I truly had to adjust my years of conditioning to think a certain way. My body was craving food every two hours. So I said, your desire is my command. I fed it ( only healthy, organic)  on demand, no questions asked or contemplated . After a while it told me, enough already! And now I’m eating normal because I respect my body when it gives me a signal.

Seems like it enjoys ginger (freshly grated) tea about half an hour after I eat. So I keep a batch at hand (no plastic jars, only glass). I don’t take fish oil in capsules, felt an overload of swallowing the outer capsule. Take cod liver oil instead (with lemon flavor). Not bad. Also take a condensed berry extract (anthocyanin) and lecithin.”

Wow!  Notice how she really learned to listen to her body and trust what she heard. Totally awesome!

Thyroid News: High fT4 May Increase Risk of SCD (Sudden Cardiac Death)


The Heart and Thyroid Connection

Hey people!

In the last few days there’s been lots of news coverage of the influence of thyroid hormone and thyroid hormone levels on the heart. All of these news outlets had stories:

CBS News


Science World Report

Clinical Endocrinology News

This is all because of a new study out of the Netherlands in a medical journal called Circulation. The study found that elevated levels of free T4 may result in an increased risk (1%-4%) of sudden cardiac death, even in normal patients.

When asked why, the theory was that “Our hypothesis was that thyroid hormone levels could increase the risk of sudden cardiac death by affecting cardiovascular risk factors such as blood pressure levels,” said Dr. Layal Chaker, research fellow in endocrinology and epidemiology at Erasmus University Medical Center Rotterdam in the Netherlands, lead author of the study.

I’ve done a bunch of research on this area and I covered it in my book, Roadmap to Remission. One thing I discovered was that the heart is very sensitive to thyroid hormone, especially T3.

This is an excerpt 9IN ITALICS) from the section on the Fire Element, which includes the cardiovascular system. It includes a good, easy to understand explanation for exactly what might cause all of this to happen.

The Heart

The heart circulates nutrients by pumping blood throughout the body.

When blood is pumped through your body, it puts pressure against the walls of your blood vessels.

Right? This is your blood pressure.

When doctors describe blood pressure, they use two numbers like “120 over 70”. These numbers describe the pressure when your heart pumps blood into your blood vessels (the high number) and the pressure when your heart relaxes (the low number).

Imagine squeezing a ketchup bottle. When you squeeze it to ‘pump’ ketchup onto your plate, the pressure is high. When you stop squeezing, the pressure is low.

Blood pressure can change a lot during the day. It is usually lower while you are relaxing and higher when you are active. Other things like pregnancy, smoking, medication, being stressed and thyroid hormone levels can change your blood pressure.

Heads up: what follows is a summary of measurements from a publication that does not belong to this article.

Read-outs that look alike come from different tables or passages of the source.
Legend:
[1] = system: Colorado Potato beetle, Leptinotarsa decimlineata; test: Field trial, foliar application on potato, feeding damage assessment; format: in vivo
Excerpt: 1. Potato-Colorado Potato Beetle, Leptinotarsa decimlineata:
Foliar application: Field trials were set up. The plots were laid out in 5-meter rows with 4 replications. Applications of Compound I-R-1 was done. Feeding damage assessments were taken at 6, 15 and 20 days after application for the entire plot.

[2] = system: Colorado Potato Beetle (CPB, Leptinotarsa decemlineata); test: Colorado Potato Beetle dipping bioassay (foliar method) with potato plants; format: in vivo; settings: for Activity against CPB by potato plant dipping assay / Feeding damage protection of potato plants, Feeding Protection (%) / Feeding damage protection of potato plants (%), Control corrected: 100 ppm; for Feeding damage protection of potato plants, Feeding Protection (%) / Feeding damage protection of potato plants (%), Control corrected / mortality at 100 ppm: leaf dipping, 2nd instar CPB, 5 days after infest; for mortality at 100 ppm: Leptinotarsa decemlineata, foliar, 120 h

Hypothyroid, But High Blood Pressure?

Usually, with hypothyroid conditions, you’re blood pressure is low and with hyperthyroid conditions it tends to be high. But there are many reasons why this is not always the case, in fact, many Hashimoto’s people actually have high blood pressure.

This is because even though many thyroid patients, or those being treated with T4 meds like Synthroid, can start out with low blood pressure, factors related to having functional hypothyroidism can actually create hypertension and high blood pressure over time.

For example, as we saw when we looked at the Water Element hypothyroidism leads to a host of problems physiologically that cause kidney and cardiovascular problems.

For example, there’s less blood flow to the kidneys, this causes the kidneys to not filter waste products like creatinine from your body properly.

In addition, when your blood pressure is low, and “angiotensin” is produced, this raises your blood pressure.

Also when you are hypothyroid, blood is taken from the extremities into the body, which tends to raise pressure by forcing the same volume of blood into a smaller network of vessels.

This process is brought about by a constriction of peripheral vessels.

Hypothyroid patients produce an excess of noradrenalin from the adrenal gland, which constricts blood vessels all over the body, another effort of the body to deal with the low blood pressure.

This in turn is partly related to the effort by the body to raise blood sugar levels when low. We’ve already discussed this, as well.

These problems may or may not be caused by being overmedicated.

Anxiety, tachycardia (fast heart rate), and high blood pressure that people with Hashimoto’s experience is not always from being hyperthyroid or overmedicated, it may also be from noradrenaline that the body is secreting for energy to compensate for the lack of thyroid hormone.

Unfortunately, what often happens is that they’re prescribed blood pressure medications (such as beta blockers) and/or anti-anxiety medications (such as benzodiazepines).